Fig 2: Schematic of nutrient flows through Bristol’s waste treatment plant (Credit: D Black)
Following considerable liaison with stakeholder partners in the Urban Living Lab, the study developed four economic scenarios based on two different food waste trajectories (current and Zero Food Waste 2050) and two different spending scenarios (no re-spending and re-spending). The results show that, with no re-spending, there could be a £4.6 billion decrease in economic activity on a national level associated with that reduction in food purchasing with food retail and logistics being the hardest hit. Yet a much more likely scenario is that consumers would spend their additional disposable income elsewhere, such as on vacations or clothing, which could therefore result in an overall increase of £702 million in the economy. The valuation also shows limited carbon impacts at current carbon prices.
In other words, there are clear risks to significant parts of the food economy in achieving city transition to Zero Food Waste 2050, and it requires careful intervention by central Government to deliver. So, it is up to cities to understand this national context well in order to understand exactly what they can do themselves. Daniel is continuing to work with Bristol’s Food Waste Action Group to develop this investigation further.
Another important project output was the development of a new conceptual framework. The CE-Nexus framework leverages the waste minimisation advantages of the Nexus Approach without losing the recycling advantages of existing models. The CE-Nexus framework does this by integrating the Circular Economy (CE) model with the Nexus Approach. The CE emphasises recycling and reusing raw materials, produce, components and products. Unfortunately, the weakness of the CE model is that it can contribute to the Waste-Resource Paradox, whereby waste commodification creates businesses and infrastructure reliant on increasing or maintaining waste streams. On the other hand, the Nexus Approach focuses on reducing waste production by maximising the efficiencies generated by integrating food, energy, and water systems. Since eliminating waste production entirely is impossible, this conceptual framework offers decision makers and academic researchers a starting point to develop systems that take advantage of both models.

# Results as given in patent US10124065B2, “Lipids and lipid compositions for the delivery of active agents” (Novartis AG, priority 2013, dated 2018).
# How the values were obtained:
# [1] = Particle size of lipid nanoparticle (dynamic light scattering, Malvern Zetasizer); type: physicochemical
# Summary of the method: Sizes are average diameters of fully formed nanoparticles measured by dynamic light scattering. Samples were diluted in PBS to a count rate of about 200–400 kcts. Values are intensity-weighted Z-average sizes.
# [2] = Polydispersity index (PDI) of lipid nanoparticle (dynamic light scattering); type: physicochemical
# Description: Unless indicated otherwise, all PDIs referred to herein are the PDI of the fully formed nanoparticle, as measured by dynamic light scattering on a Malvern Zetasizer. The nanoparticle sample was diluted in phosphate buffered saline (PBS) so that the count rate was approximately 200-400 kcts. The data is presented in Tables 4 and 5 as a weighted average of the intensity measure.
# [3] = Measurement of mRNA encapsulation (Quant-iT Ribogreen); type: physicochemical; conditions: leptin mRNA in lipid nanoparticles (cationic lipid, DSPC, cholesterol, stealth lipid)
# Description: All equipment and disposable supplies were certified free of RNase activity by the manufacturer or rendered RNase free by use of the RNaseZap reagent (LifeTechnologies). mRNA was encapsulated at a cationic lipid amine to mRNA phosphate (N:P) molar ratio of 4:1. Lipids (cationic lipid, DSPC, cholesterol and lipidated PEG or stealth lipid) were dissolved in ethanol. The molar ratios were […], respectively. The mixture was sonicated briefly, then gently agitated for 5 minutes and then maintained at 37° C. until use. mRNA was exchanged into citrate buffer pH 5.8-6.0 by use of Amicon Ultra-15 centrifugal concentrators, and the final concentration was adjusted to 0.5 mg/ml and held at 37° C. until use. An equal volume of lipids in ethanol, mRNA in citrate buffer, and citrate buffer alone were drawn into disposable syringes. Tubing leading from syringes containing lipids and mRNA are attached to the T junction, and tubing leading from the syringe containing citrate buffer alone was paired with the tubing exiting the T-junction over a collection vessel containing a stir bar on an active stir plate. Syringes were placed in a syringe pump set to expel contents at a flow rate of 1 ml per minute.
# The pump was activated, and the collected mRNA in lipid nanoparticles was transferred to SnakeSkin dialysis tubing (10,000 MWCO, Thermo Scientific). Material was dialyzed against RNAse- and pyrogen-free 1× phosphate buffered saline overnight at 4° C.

Fig 3: A visual representation of the project’s CE-Nexus conceptual framework (Credit: Ali Parsa, Marco van der Wiel)
The CE-NEXUS framework leverages the waste minimisation advantages of the Nexus Approach without losing the recycling advantages of existing models
The project brought into focus the many dilemmas faced when changing urban systems. The drive to reduce inefficiencies (measured in financial terms) is in tension with efforts for sustainability, as well as maintaining the resilience of the systems involved: their reliability and safety, such as their impact on public health and social justice. Essentially do these systems treat people fairly? This led to the development of another conceptual framework: the Hexalemma framework. It highlights six aspects of systems that conflict and co-operate at the same time. The Hexalemma framework looks at quality, care, and allocation of scarce resources. This offers a systems approach to understanding the conflicting demands in the nexus, vital for policy development and decision making to minimise unintended consequences.